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Community Supported Agriculture Is an Important Building Block for Fighting Climate Change


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When we pick up produce at the grocery store, it's not often that we think about how far that head of lettuce had to travel, or how many hands had to touch it, to get it to our dinner plates. As we recognize climate change as one of the biggest battles our society currently faces, we have to reevaluate systems like this and find solutions without steep environmental costs. One tried and true system from the beginning of time is to eat as local as possible, within your community. This is where CSAs come in.

What Does CSA Mean?

farm share from a Vermont Community Supported Agriculture (CSA)

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CSA stands for Community Supported Agriculture and is a fantastic system of investing in a local farm. The idea originated in Japan in the 1960s and the CSA model we know today was established in Europe in the 1970s by farmers and consumers concerned with the industrialization of their food systems. The first CSA in the United States was created in Massachusetts in 1984 and today there are over 2,500 of them.

How the model works is that the consumer pays a membership fee upfront, and then they receive a variety of local produce (usually organic) throughout the growing season each week. Some CSAs also offer foraged goods, fruits, herbs, meats, dairy, flowers, and other local products. This system allows for farmers to have financial security, as they have immediate income for seeds and growing needs. It also allows the consumer to have high-quality, fresh food at a less expensive price point.

Benefits of Joining a CSA

The benefits for the environment are enormous. Cutting out the middle man means the transportation cost and environmental cost is cut immensely, as the produce has much less distance to travel to the CSA members. The security for the local farmers means they can spend less time marketing and more time focusing on good land stewardship and care. When the crops can be cared for properly, the need for chemical pesticides is drastically reduced. Farmers and small farms become restored, which creates a flourishing environment for pollinators, fewer chemicals in water systems, and less need for processed and imported food. It also promotes genetic plant diversity.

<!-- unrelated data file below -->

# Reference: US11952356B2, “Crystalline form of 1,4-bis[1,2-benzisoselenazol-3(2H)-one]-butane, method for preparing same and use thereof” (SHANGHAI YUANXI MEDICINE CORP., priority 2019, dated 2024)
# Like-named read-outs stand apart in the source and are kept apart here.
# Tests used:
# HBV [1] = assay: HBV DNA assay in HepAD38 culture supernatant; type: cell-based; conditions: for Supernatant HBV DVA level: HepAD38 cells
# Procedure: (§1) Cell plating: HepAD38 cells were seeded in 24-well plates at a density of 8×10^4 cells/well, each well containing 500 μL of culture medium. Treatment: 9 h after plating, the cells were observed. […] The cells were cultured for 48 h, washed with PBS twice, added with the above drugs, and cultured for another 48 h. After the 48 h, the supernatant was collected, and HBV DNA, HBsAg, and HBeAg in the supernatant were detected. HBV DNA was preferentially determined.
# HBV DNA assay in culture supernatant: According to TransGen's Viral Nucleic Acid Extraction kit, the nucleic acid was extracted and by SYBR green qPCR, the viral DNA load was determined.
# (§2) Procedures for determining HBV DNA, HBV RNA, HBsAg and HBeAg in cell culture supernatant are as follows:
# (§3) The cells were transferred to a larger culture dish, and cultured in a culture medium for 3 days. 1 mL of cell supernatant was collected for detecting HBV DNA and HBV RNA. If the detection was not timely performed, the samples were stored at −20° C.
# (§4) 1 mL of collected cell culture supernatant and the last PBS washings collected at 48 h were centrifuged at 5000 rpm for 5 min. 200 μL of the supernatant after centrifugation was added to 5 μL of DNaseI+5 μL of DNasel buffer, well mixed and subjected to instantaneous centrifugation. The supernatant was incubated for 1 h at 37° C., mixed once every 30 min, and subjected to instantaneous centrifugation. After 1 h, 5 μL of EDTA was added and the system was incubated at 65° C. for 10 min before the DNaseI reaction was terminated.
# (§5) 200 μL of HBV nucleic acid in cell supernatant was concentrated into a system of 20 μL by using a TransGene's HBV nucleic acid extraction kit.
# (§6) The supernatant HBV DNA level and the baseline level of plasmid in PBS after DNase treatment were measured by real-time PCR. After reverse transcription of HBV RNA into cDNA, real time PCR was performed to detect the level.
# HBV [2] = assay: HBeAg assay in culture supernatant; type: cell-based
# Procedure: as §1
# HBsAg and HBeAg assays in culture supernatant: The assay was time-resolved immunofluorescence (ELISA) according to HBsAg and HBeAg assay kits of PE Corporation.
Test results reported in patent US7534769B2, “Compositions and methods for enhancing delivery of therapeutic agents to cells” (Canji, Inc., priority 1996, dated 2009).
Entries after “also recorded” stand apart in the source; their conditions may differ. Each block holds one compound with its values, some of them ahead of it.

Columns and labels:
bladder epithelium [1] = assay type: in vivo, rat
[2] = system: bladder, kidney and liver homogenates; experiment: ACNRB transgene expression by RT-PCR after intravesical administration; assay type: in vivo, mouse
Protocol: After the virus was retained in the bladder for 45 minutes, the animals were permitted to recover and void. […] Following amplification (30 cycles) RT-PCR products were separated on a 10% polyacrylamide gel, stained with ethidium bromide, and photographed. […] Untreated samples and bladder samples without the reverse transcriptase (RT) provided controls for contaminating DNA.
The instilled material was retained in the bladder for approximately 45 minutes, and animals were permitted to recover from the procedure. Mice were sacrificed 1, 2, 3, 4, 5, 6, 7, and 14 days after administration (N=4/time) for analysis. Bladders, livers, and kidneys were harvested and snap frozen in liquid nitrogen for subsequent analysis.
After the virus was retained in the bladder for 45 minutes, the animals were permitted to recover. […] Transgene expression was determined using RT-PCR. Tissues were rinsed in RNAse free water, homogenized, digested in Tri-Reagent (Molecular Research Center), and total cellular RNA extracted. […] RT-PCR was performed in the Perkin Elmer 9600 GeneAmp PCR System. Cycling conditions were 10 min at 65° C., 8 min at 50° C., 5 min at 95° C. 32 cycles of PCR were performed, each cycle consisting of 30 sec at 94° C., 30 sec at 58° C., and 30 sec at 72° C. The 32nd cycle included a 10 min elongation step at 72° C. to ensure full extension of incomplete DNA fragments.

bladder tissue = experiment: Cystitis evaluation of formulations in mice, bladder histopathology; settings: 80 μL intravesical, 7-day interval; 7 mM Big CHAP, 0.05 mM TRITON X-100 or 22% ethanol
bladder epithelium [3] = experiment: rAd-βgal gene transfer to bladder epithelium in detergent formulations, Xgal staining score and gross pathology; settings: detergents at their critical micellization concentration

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Due to the industrialization of food, we have lost around 75% of plant genetic diversity since the 1900s according to the Food and Agriculture Organization of the UN. A thriving local community with farm-fresh, heirloom local food is a great solution all around.

Counter with fresh vegetables and a sign of local products.

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There are some risks with joining a CSA. For instance, blights, pests, and weather can damage crops, so you may not get everything you were hoping for. Or, they might have a lot of a certain crop that you don't particularly care for. In my personal opinion, both of these risks are worth it for the community care, environmental boon, and the freshest veggies possible. I was delighted by some of the things that came in my box of produce last year, some of which I had never tried before, and found that I loved. It was really cool to see what grows well here, and I was inspired by my own little garden. I got creative with the few bits of produce whose texture I didn't care for, and made quiches and blended veggie soups.

If a CSA sounds like something you would be interested in, or you just want to support your community by finding more local agriculture, localharvest.org is a fantastic resource that shows you farmers' markets, CSAs, local farms, and more near you! Finding a farm or even a farmers market you love is a rewarding and delightful connection to your community.

READ: Study Suggests Gardening is Just As Good For Your Health as Working Out

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